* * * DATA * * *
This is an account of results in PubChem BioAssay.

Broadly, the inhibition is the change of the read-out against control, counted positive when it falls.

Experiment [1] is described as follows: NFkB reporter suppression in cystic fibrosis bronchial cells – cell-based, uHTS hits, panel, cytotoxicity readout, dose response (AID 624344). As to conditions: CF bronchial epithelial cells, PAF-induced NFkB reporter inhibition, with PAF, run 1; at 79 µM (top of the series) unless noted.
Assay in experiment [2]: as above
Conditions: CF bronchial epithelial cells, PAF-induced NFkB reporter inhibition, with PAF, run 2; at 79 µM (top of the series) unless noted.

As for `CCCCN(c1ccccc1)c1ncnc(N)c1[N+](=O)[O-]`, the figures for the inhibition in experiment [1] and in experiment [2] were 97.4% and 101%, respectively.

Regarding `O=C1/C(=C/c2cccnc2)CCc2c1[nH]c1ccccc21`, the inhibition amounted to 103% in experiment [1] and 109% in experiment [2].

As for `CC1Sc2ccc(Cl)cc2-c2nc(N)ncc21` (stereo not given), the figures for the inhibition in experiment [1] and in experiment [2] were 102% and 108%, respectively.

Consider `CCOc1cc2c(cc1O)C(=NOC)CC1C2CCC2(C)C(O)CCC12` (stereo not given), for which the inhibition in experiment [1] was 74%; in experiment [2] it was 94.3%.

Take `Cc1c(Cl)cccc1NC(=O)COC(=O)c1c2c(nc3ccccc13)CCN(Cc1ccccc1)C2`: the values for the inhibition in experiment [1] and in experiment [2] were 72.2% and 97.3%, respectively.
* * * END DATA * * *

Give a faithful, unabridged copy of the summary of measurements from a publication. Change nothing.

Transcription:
This is an account of results in PubChem BioAssay.

Broadly, the inhibition is the change of the read-out against control, counted positive when it falls.

Experiment [1] is described as follows: NFkB reporter suppression in cystic fibrosis bronchial cells – cell-based, uHTS hits, panel, cytotoxicity readout, dose response (AID 624344). As to conditions: CF bronchial epithelial cells, PAF-induced NFkB reporter inhibition, with PAF, run 1; at 79 µM (top of the series) unless noted.
Assay in experiment [2]: as above
Conditions: CF bronchial epithelial cells, PAF-induced NFkB reporter inhibition, with PAF, run 2; at 79 µM (top of the series) unless noted.

As for `CCCCN(c1ccccc1)c1ncnc(N)c1[N+](=O)[O-]`, the figures for the inhibition in experiment [1] and in experiment [2] were 97.4% and 101%, respectively.

Regarding `O=C1/C(=C/c2cccnc2)CCc2c1[nH]c1ccccc21`, the inhibition amounted to 103% in experiment [1] and 109% in experiment [2].

As for `CC1Sc2ccc(Cl)cc2-c2nc(N)ncc21` (stereo not given), the figures for the inhibition in experiment [1] and in experiment [2] were 102% and 108%, respectively.

Consider `CCOc1cc2c(cc1O)C(=NOC)CC1C2CCC2(C)C(O)CCC12` (stereo not given), for which the inhibition in experiment [1] was 74%; in experiment [2] it was 94.3%.

Take `Cc1c(Cl)cccc1NC(=O)COC(=O)c1c2c(nc3ccccc13)CCN(Cc1ccccc1)C2`: the values for the inhibition in experiment [1] and in experiment [2] were 72.2% and 97.3%, respectively.